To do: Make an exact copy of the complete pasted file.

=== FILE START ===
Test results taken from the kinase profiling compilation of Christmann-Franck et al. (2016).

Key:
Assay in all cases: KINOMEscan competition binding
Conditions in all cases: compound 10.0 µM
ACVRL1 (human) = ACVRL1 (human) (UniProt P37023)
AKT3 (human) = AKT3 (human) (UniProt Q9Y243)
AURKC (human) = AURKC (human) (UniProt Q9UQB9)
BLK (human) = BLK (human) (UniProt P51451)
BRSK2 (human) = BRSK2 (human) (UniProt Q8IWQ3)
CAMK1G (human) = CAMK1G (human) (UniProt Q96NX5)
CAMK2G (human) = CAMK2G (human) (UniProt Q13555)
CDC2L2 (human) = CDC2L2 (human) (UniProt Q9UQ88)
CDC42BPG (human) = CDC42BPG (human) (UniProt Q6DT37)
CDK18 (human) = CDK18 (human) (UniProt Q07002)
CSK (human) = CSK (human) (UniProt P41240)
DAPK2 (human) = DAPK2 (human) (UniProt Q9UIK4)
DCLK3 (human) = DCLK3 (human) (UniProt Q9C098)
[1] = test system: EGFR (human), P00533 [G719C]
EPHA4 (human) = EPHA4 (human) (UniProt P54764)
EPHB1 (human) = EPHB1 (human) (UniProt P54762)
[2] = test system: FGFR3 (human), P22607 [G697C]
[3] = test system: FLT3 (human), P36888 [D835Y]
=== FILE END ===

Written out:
Test results taken from the kinase profiling compilation of Christmann-Franck et al. (2016).

Key:
Assay in all cases: KINOMEscan competition binding
Conditions in all cases: compound 10.0 µM
ACVRL1 (human) = ACVRL1 (human) (UniProt P37023)
AKT3 (human) = AKT3 (human) (UniProt Q9Y243)
AURKC (human) = AURKC (human) (UniProt Q9UQB9)
BLK (human) = BLK (human) (UniProt P51451)
BRSK2 (human) = BRSK2 (human) (UniProt Q8IWQ3)
CAMK1G (human) = CAMK1G (human) (UniProt Q96NX5)
CAMK2G (human) = CAMK2G (human) (UniProt Q13555)
CDC2L2 (human) = CDC2L2 (human) (UniProt Q9UQ88)
CDC42BPG (human) = CDC42BPG (human) (UniProt Q6DT37)
CDK18 (human) = CDK18 (human) (UniProt Q07002)
CSK (human) = CSK (human) (UniProt P41240)
DAPK2 (human) = DAPK2 (human) (UniProt Q9UIK4)
DCLK3 (human) = DCLK3 (human) (UniProt Q9C098)
[1] = test system: EGFR (human), P00533 [G719C]
EPHA4 (human) = EPHA4 (human) (UniProt P54764)
EPHB1 (human) = EPHB1 (human) (UniProt P54762)
[2] = test system: FGFR3 (human), P22607 [G697C]
[3] = test system: FLT3 (human), P36888 [D835Y]